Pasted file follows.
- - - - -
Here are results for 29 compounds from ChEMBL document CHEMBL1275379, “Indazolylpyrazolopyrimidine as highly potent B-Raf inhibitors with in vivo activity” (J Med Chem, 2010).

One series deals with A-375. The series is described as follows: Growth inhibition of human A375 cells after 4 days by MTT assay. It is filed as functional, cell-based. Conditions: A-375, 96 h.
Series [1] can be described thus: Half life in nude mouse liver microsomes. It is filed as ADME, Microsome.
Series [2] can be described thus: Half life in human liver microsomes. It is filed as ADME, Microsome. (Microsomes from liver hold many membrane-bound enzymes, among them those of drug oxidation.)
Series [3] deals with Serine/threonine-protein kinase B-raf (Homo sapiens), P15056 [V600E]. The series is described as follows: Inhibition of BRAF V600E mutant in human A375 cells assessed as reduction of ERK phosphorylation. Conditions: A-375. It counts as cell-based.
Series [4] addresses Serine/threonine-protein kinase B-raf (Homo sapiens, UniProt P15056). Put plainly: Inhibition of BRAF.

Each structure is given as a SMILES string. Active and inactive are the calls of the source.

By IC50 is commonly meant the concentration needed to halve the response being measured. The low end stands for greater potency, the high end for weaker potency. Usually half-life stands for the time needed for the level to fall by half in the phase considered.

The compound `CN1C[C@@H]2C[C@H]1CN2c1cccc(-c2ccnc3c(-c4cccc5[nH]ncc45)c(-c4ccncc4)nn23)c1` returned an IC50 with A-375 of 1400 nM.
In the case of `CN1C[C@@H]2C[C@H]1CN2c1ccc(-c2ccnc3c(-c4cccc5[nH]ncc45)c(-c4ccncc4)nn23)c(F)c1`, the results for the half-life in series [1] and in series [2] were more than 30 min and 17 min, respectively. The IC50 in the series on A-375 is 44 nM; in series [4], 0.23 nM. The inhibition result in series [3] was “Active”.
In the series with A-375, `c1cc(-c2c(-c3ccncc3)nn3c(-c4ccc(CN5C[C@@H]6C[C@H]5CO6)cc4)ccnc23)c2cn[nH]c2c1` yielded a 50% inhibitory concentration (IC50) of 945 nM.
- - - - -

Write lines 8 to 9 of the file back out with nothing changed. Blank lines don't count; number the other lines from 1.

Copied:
By IC50 is commonly meant the concentration needed to halve the response being measured. The low end stands for greater potency, the high end for weaker potency. Usually half-life stands for the time needed for the level to fall by half in the phase considered.

The compound `CN1C[C@@H]2C[C@H]1CN2c1cccc(-c2ccnc3c(-c4cccc5[nH]ncc45)c(-c4ccncc4)nn23)c1` returned an IC50 with A-375 of 1400 nM.